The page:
Paparangi, one of the northern suburbs of Wellington in New Zealand, lies approximately 10 km north of the city centre, north-east of Johnsonville, north-west of Newlands and south of Grenada and Woodridge. The population was 2,841 at the time of the 2013 census[update], an increase of 96 from the 2006 census population.
The area, formerly in small farms and part of Newlands, became a dormitory suburb of Wellington, with major subdivisions in the early 1960s adding about a hundred houses a year. Beazley Homes of Tauranga (owned by Barry Beazley) was a major developer.
Some of the street names are the first names of children living in the area then or of children whose parents became involved in development of the suburb (Cara Crescent, Mark Avenue and Lynda Avenue take their names from children of Barry Beazley).
In 1991 a new landfill opened in Grenada, with direct access via an overbridge to the adjacent motorway. A road extension would give Newlands and Paparangi access to the motorway, but the Grenada Village Progressive Association expressed concerns about any increase in traffic and in car speeds. From 1994 the Wellington City Council consulted with residents, and in 2009 the Mayor opened the "Mark Avenue Extension" connecting the two areas.
The area was settled by a farmer Thomas Drake from Devonshire who was a descendant of John Drake, brother to Sir Francis Drake. He obtained a Crown Grant of 332 acres of land in 1861. His widow Ceres Selina Drake sold the land to the Crown on 3 August 1897, and it was broken into small farms of the Paparangi Estate, as one of the Small Farms Settlements of Richard Seddon’s Liberal Government. Working men got a 2 hectare (5 acre) lease-in-perpetuity section on which they could grow fruit and vegetables and keep pigs, bees and fowls.
In the 1920s and 1930s there were five dairy farms in Newlands and Paparangi, supplying town milk to Wellington. Sam Styles had a 90-acre (36 ha) dairy farm, Ocean View Farm in Horokiwi Road, Paparangi supplying milk and cream. He was a Makara County Councillor, and later ran 200 sheep on 200 acres (80 ha) at the top of Horokiwi. The farm was sold to Mr McKinley after Styles' death in 1935.
Paparangi had a population of 2,874 at the 2018 New Zealand census, an increase of 135 people (4.9%) since the 2013 census, and an increase of 210 people (7.9%) since the 2006 census. There were 1,029 households. There were 1,404 males and 1,467 females, giving a sex ratio of 0.96 males per female. The median age was 35.5 years (compared with 37.4 years nationally), with 612 people (21.3%) aged under 15 years, 540 (18.8%) aged 15 to 29, 1,377 (47.9%) aged 30 to 64, and 342 (11.9%) aged 65 or older.
Ethnicities were 63.4% European/Pākehā, 10.2% Māori, 6.3% Pacific peoples, 27.6% Asian, and 3.5% other ethnicities (totals add to more than 100% since people could identify with multiple ethnicities).
The proportion of people born overseas was 34.2%, compared with 27.1% nationally.
Although some people objected to giving their religion, 46.6% had no religion, 35.3% were Christian, 4.5% were Hindu, 3.2% were Muslim, 2.6% were Buddhist and 3.3% had other religions.
Of those at least 15 years old, 741 (32.8%) people had a bachelor or higher degree, and 240 (10.6%) people had no formal qualifications. The median income was $39,500, compared with $31,800 nationally. The employment status of those at least 15 was that 1,275 (56.4%) people were employed full-time, 300 (13.3%) were part-time, and 96 (4.2%) were unemployed.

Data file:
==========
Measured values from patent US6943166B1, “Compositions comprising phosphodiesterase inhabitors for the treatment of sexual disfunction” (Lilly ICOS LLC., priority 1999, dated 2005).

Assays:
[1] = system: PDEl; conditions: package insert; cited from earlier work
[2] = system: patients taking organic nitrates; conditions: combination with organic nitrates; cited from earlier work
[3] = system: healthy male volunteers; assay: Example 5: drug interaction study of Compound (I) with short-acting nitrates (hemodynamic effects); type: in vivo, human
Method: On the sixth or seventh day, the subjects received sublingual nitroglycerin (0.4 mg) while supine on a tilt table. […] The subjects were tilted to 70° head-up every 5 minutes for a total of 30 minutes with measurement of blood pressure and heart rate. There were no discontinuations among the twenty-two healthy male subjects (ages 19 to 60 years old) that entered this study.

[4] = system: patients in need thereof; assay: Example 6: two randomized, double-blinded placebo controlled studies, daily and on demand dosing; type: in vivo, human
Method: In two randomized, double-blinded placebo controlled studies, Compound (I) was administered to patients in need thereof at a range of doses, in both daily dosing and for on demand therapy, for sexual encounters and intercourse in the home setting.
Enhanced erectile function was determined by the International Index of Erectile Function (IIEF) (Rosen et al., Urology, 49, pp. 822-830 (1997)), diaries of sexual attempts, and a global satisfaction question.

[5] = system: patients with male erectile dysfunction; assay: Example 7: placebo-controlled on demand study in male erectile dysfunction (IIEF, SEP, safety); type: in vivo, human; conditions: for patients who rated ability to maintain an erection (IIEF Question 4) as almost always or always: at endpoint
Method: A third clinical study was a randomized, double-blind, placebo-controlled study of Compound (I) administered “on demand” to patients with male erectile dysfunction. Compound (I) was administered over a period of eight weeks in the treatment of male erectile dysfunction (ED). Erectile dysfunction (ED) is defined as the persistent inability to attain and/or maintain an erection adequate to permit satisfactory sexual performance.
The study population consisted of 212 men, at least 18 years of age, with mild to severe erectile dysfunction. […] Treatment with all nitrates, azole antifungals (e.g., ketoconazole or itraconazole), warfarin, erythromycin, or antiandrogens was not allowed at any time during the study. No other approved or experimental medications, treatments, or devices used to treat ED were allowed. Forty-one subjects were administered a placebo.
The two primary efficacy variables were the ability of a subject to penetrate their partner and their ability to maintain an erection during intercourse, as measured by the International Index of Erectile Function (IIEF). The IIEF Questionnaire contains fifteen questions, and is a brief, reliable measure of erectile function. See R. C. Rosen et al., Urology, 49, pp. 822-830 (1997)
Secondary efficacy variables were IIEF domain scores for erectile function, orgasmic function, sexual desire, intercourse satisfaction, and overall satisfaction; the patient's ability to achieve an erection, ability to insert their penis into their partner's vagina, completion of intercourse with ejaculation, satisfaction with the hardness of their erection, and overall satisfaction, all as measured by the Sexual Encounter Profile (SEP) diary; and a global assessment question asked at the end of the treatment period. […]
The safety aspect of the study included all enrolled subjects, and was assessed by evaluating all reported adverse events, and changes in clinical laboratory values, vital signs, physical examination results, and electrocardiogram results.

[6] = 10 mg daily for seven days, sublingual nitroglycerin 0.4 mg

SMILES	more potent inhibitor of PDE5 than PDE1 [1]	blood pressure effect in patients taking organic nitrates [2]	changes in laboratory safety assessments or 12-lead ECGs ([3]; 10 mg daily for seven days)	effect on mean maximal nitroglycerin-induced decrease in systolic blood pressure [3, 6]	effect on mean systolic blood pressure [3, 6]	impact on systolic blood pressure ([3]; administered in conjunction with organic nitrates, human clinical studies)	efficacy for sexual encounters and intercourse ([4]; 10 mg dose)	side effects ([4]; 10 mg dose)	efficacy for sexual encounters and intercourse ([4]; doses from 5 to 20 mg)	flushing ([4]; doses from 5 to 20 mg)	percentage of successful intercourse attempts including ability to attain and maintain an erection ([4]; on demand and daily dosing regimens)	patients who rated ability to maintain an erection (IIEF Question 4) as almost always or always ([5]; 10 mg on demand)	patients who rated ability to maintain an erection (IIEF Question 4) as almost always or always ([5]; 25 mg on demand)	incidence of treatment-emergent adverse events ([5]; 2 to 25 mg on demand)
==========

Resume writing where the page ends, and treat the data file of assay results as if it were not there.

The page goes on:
- "ArcGIS Web Application". statsnz.maps.arcgis.com. Retrieved 21 June 2021.
- "Population estimate tables - NZ.Stat". Statistics New Zealand. Retrieved 22 October 2021.
- These figures combine the statistical areas of Paparangi (2013 Census QuickStats about a place : Paparangi) and Paparangi West (2013 Census QuickStats about a place : Paparangi West)
- "1000 Māori place names". New Zealand Ministry for Culture and Heritage. 6 August 2019.
- "Paparangi School". Paparangi School. 17 May 2015.
- "Paparangi pupils back at school after fire". Stuff/Fairfax. 3 May 2015.
- *Robertson, Lawson & Louise (2012). Up in the Breezy Hills: The History of the suburb Newlands-Paparangi. Wellington: Robertson. p. 58. ISBN 978-1-877572-48-7.
- Northern Suburbs: Wellington City p39 (Heritage Trail booklet by Wellington City Council, undated)
- *Robertson, Lawson & Louise (2012). Up in the Breezy Hills: The History of the suburb Newlands-Paparangi. Wellington: Robertson. pp. 119, 120. ISBN 978-1-877572-48-7.
- Robertson, Lawson & Louise (2012). Up in the Breezy Hills: The History of the suburb Newlands-Paparangi. Wellington: Robertson. p. 85. ISBN 978-1-877572-48-7.
- Carman, Arthur (1982) . Tawa Flat and the Old Porirua Road: 1840-1982 (3 ed.). Wellington: Wright and Carman. p. 59.
- Bremner, Julie (1987). Wellington’s Northern Suburbs 1919-1945. Wellington: Millwood Press. p. 23. ISBN 0-908582-80-3.
- Robertson, Lawson & Louise (2012). Up in the Breezy Hills: The History of the suburb Newlands-Paparangi. Wellington: Robertson. p. 105. ISBN 978-1-877572-48-7.
- Bremner, Julie (1987). Wellington’s Northern Suburbs 1919-1945. Wellington: Millwood Press. pp. 98, 99, 101. ISBN 0-908582-80-3.
- "Statistical area 1 dataset for 2018 Census". Statistics New Zealand. March 2020. Paparangi (248700). 2018 Census place summary: Paparangi
- "Paparangi School Official School Website". paparangi.school.nz.
- "Paparangi School Education Review Office Report". ero.govt.nz. Education Review Office.
- "Paparangi School Ministry of Education School Profile". educationcounts.govt.nz. Ministry of Education.